What makes this such an utter pleasure to read is that Beck's drawing on and expanding the emotional intimacy that implicitly exists between Miles and Gregor. They were raised together as brothers, but the connection in adulthood comes also from their shared, insider's understanding of Barrayaran government, and the families of power, and the enormous sense of mutual responsibility and shared values. Beck totally gets Bujold's humanism and her value system and her romance. She excels at writing this aspect of Miles and Gregor's relationship, at making it a focus, and successfully puts a romantic gloss on it.

This could get long, so I will list everything else Beck does wonderfully right:

--Ivan. He's less stupid/faux-stupid here, but he was moving that way in canon anyway, and Beck makes his growing responsibility work. I love Ivan, she loves Ivan, it's all good.

--Miles and Ivan. Aren't they the most enormous fun? And they have the kind of cousin closeness that can be as close as brothers without quite being brothers. Beck really digs that, and though it's a little more dramatic and less funny than Miles and Ivan in canon, it's still wonderful.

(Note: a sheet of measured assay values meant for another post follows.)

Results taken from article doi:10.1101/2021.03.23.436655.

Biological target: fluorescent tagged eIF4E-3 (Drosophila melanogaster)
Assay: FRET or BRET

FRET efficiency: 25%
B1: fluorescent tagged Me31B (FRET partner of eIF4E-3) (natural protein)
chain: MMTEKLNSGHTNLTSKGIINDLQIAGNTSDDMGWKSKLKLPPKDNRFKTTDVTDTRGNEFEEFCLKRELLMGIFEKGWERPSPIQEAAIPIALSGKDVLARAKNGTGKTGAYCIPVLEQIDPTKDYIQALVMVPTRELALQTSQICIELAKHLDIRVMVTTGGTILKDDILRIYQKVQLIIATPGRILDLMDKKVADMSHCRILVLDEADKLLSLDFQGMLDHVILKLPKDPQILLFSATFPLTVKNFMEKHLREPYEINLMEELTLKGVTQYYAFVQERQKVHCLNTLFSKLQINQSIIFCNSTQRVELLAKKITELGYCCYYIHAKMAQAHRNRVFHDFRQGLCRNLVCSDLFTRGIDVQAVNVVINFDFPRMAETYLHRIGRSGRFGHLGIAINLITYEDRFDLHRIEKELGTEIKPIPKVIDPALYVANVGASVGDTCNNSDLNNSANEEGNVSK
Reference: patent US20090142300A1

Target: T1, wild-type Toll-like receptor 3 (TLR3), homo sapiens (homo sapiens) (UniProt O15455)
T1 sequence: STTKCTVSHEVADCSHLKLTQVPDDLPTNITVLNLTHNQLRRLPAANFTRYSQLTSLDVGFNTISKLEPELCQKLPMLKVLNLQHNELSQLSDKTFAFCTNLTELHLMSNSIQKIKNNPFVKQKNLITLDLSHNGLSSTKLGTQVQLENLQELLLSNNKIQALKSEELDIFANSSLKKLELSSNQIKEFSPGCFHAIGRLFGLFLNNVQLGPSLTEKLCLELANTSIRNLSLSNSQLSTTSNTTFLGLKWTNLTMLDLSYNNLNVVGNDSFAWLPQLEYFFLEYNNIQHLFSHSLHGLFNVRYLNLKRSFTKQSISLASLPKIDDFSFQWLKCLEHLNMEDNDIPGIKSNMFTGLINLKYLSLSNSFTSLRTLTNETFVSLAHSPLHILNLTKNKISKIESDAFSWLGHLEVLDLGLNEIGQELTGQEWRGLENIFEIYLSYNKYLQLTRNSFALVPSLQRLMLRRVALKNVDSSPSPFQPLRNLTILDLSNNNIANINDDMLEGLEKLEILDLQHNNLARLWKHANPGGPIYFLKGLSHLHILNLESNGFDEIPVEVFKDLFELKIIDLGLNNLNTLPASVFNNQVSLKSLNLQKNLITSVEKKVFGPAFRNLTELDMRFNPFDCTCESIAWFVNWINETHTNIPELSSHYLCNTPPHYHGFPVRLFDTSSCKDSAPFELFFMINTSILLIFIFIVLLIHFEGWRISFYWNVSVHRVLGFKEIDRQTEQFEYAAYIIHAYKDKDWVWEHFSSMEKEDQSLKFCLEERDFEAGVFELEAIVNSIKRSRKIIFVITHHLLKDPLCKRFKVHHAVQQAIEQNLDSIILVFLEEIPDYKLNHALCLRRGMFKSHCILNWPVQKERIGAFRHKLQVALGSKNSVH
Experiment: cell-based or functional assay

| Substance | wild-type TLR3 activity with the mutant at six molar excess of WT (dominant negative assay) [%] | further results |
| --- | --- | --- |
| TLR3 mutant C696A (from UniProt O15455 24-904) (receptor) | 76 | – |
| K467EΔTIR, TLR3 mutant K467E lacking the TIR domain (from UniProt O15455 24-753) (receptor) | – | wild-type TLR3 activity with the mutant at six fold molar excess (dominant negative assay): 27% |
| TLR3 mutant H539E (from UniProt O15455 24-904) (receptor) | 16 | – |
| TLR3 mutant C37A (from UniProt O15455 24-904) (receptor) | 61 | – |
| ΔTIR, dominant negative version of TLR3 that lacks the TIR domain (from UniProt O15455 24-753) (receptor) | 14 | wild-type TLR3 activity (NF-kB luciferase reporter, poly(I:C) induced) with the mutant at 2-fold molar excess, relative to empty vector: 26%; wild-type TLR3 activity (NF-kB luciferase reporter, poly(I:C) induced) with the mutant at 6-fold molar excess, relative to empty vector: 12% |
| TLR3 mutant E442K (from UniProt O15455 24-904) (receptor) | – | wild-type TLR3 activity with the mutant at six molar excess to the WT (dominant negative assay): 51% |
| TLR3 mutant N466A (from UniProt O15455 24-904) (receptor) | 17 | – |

--Ekaterin. Hah! I love this. I love this! How often will you see the canon love interest the fanfiction author is setting aside get a role this good? Beck obviously loves Ekaterin, she even loves Ekaterin and Miles. When Ekaterin shows up, Beck not only establishes them as close friends and has Ekaterin as a major character, she makes it clear that they share the attraction they did in canon, that Ekaterin and Miles would still have worked here--Miles just ended up with Gregor first. No, "Oh, we're just friends," or "sure I loved her, but she died, and I'mma move on to the slash now," or infidelity, or any of the nastier fates of romantic rivals in fanfic written by people who are less appreciative of the source material**--this is simply an alternate universe where things happened differently, and her Miles and Ekaterin are so close to the satisfaction of the canon version that I even don't miss that romance in this fic.